Saturday, November 26
The Revival in Rhos reached high tide last Friday. The service was announced for ten o'clock in the morning. From then on it continued without a break until almost ten o'clock at night. The first part of the meeting was held in Penuel and until about six o'clock it was spent in prayer and pleading; ministers of the district took it in turn to lead each hour. Such a meeting was not only a novelty, the influence of the Holy Spirit was also constraining some to wrestle with God for a blessing and for a mighty demonstration of the power of the gospel to change characters. As a result prayer was felt to be red-hot and when they moved across to Capel Mawr for the final meetings of R. B. Jones' mission the expectation of an outpouring of the Spirit had never been higher during that whole series of meetings.
It was amazing how quiet and tranquil Rhos was from seven to ten on Friday night—no one was walking up and down the streets; the shops were closed and the homes were in darkness. Only by turning into Capel Mawr and seeing the gathering there would you have the explanation. Never before had that large building been seen so full. So great was the throng that it was necessary to open the spacious schoolroom to hold the overflow meeting. Even though this was done hundreds had to be turned away disappointed. Within the building was one of the most uplifting sights imaginable.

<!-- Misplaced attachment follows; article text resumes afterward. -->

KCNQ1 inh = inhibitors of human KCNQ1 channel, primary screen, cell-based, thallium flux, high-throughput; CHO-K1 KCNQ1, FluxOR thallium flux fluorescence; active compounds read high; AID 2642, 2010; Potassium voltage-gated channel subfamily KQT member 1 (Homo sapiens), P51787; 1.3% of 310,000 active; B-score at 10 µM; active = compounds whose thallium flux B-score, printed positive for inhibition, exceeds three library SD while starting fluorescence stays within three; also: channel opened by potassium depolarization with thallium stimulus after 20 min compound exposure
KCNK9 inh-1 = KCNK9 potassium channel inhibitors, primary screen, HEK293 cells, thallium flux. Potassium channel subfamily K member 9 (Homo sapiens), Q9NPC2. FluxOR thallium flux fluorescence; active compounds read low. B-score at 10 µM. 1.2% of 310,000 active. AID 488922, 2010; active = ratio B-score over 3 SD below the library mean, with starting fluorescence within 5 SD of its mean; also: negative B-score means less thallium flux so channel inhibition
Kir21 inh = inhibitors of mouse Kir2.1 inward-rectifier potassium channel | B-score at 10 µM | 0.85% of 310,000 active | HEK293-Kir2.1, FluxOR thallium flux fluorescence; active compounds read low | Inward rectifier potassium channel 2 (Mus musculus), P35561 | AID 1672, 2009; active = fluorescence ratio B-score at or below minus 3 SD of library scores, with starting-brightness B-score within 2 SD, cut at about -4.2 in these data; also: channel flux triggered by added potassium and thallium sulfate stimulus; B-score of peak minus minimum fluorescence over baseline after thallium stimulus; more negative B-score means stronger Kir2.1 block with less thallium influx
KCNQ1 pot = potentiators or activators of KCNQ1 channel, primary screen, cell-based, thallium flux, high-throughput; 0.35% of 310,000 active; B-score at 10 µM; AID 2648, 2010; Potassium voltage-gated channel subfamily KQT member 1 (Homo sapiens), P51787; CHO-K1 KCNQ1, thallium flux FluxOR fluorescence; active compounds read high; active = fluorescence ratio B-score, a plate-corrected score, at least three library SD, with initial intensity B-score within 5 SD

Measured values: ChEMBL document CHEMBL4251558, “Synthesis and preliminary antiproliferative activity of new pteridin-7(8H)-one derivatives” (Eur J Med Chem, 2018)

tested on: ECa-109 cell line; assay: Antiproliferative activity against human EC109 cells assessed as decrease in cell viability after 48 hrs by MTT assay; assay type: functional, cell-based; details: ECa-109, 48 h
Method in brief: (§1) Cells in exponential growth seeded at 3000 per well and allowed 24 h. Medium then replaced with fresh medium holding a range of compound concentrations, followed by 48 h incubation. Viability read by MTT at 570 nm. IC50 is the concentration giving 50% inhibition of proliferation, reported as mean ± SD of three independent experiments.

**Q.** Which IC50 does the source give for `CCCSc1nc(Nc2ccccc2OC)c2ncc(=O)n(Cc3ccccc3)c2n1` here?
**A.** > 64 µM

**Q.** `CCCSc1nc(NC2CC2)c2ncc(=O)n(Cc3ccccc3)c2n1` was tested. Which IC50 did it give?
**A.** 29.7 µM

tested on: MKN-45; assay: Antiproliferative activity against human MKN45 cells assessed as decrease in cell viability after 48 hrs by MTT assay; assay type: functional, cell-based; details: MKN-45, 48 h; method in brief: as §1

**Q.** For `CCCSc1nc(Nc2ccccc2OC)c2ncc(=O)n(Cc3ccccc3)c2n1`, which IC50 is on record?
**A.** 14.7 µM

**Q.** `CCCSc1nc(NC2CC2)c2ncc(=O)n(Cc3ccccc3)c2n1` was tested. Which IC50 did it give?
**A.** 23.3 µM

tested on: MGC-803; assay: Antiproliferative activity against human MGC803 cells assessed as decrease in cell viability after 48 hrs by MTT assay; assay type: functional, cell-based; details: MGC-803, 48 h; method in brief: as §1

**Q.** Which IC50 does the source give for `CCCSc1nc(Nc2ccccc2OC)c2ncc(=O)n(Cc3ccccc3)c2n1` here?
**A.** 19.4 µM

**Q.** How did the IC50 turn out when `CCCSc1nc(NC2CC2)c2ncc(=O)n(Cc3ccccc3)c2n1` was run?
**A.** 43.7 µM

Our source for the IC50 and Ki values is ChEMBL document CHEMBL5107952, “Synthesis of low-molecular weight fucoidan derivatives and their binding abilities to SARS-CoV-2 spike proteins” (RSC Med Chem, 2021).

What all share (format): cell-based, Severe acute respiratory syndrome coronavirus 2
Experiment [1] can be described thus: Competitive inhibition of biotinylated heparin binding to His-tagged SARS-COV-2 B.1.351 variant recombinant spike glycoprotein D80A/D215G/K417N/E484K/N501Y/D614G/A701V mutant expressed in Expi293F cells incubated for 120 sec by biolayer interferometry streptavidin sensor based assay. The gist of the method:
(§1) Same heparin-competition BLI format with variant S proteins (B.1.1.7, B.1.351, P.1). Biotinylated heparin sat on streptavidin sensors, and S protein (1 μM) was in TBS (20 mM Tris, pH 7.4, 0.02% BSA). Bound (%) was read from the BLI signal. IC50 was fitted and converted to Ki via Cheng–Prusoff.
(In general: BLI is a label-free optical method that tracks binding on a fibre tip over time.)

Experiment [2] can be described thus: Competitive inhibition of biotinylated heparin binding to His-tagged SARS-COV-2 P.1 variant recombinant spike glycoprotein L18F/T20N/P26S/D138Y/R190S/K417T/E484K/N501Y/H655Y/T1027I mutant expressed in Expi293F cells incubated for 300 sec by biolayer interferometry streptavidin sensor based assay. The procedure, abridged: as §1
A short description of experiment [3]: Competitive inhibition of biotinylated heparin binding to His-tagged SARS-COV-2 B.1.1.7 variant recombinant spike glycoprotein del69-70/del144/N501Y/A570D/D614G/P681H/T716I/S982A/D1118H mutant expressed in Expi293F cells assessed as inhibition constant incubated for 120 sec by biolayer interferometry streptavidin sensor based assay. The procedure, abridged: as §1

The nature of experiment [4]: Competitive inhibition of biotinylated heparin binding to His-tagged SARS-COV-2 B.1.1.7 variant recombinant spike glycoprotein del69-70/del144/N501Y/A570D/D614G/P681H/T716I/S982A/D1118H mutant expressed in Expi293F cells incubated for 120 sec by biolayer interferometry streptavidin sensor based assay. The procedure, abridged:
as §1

Hundreds of faces could be seen, each marked by concern and expectation. The meeting began with a remarkably fervent, effectual prayer from the Rev. O. J. Owen, Ponkey and sections in the third chapter of John's Gospel were read. Then the Rev. R. B. Jones came and after first offering a short prayer he announced his text, amid overwhelming stillness, from the first chapter of the First Epistle to Timothy: 'The saying is true and worthy of all acceptance, that Christ Jesus came into the world to save sinners, of whom I am chief.